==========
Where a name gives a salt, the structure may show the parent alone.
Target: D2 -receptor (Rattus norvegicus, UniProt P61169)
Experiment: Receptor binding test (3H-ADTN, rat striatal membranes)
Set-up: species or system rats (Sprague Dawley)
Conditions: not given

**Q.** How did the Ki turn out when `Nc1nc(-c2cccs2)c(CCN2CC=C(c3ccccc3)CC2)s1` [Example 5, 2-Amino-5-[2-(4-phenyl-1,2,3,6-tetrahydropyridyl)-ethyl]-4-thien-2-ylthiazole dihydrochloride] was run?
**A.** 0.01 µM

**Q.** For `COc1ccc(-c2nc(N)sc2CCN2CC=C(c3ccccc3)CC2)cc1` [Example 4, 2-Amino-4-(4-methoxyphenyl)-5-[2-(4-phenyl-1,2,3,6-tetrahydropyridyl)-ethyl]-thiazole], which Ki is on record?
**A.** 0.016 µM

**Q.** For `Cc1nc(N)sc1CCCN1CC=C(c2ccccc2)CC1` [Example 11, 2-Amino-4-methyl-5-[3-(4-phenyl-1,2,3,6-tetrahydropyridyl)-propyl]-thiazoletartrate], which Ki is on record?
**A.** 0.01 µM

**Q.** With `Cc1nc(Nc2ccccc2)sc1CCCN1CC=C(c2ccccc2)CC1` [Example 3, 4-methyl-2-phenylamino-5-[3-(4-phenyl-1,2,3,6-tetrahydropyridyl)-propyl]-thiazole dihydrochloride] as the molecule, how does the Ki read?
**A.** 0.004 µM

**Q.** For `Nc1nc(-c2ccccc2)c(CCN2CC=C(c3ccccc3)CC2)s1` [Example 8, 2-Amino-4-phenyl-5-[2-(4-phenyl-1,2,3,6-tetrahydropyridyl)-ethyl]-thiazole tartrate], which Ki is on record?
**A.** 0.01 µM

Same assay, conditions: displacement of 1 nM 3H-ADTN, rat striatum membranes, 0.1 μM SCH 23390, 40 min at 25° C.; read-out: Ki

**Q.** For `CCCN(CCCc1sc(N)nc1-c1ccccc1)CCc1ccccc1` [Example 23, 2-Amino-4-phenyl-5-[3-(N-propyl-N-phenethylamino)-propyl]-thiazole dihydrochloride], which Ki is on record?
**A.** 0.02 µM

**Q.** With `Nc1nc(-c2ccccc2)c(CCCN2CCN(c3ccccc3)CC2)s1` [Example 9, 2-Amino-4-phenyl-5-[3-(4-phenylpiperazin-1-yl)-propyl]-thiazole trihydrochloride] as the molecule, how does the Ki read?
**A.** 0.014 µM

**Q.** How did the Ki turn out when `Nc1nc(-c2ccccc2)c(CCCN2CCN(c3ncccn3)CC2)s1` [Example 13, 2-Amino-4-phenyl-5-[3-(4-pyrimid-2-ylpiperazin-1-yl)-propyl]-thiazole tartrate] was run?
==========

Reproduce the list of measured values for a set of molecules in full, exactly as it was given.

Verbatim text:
Where a name gives a salt, the structure may show the parent alone.
Target: D2 -receptor (Rattus norvegicus, UniProt P61169)
Experiment: Receptor binding test (3H-ADTN, rat striatal membranes)
Set-up: species or system rats (Sprague Dawley)
Conditions: not given

**Q.** How did the Ki turn out when `Nc1nc(-c2cccs2)c(CCN2CC=C(c3ccccc3)CC2)s1` [Example 5, 2-Amino-5-[2-(4-phenyl-1,2,3,6-tetrahydropyridyl)-ethyl]-4-thien-2-ylthiazole dihydrochloride] was run?
**A.** 0.01 µM

**Q.** For `COc1ccc(-c2nc(N)sc2CCN2CC=C(c3ccccc3)CC2)cc1` [Example 4, 2-Amino-4-(4-methoxyphenyl)-5-[2-(4-phenyl-1,2,3,6-tetrahydropyridyl)-ethyl]-thiazole], which Ki is on record?
**A.** 0.016 µM

**Q.** For `Cc1nc(N)sc1CCCN1CC=C(c2ccccc2)CC1` [Example 11, 2-Amino-4-methyl-5-[3-(4-phenyl-1,2,3,6-tetrahydropyridyl)-propyl]-thiazoletartrate], which Ki is on record?
**A.** 0.01 µM

**Q.** With `Cc1nc(Nc2ccccc2)sc1CCCN1CC=C(c2ccccc2)CC1` [Example 3, 4-methyl-2-phenylamino-5-[3-(4-phenyl-1,2,3,6-tetrahydropyridyl)-propyl]-thiazole dihydrochloride] as the molecule, how does the Ki read?
**A.** 0.004 µM

**Q.** For `Nc1nc(-c2ccccc2)c(CCN2CC=C(c3ccccc3)CC2)s1` [Example 8, 2-Amino-4-phenyl-5-[2-(4-phenyl-1,2,3,6-tetrahydropyridyl)-ethyl]-thiazole tartrate], which Ki is on record?
**A.** 0.01 µM

Same assay, conditions: displacement of 1 nM 3H-ADTN, rat striatum membranes, 0.1 μM SCH 23390, 40 min at 25° C.; read-out: Ki

**Q.** For `CCCN(CCCc1sc(N)nc1-c1ccccc1)CCc1ccccc1` [Example 23, 2-Amino-4-phenyl-5-[3-(N-propyl-N-phenethylamino)-propyl]-thiazole dihydrochloride], which Ki is on record?
**A.** 0.02 µM

**Q.** With `Nc1nc(-c2ccccc2)c(CCCN2CCN(c3ccccc3)CC2)s1` [Example 9, 2-Amino-4-phenyl-5-[3-(4-phenylpiperazin-1-yl)-propyl]-thiazole trihydrochloride] as the molecule, how does the Ki read?
**A.** 0.014 µM

**Q.** How did the Ki turn out when `Nc1nc(-c2ccccc2)c(CCCN2CCN(c3ncccn3)CC2)s1` [Example 13, 2-Amino-4-phenyl-5-[3-(4-pyrimid-2-ylpiperazin-1-yl)-propyl]-thiazole tartrate] was run?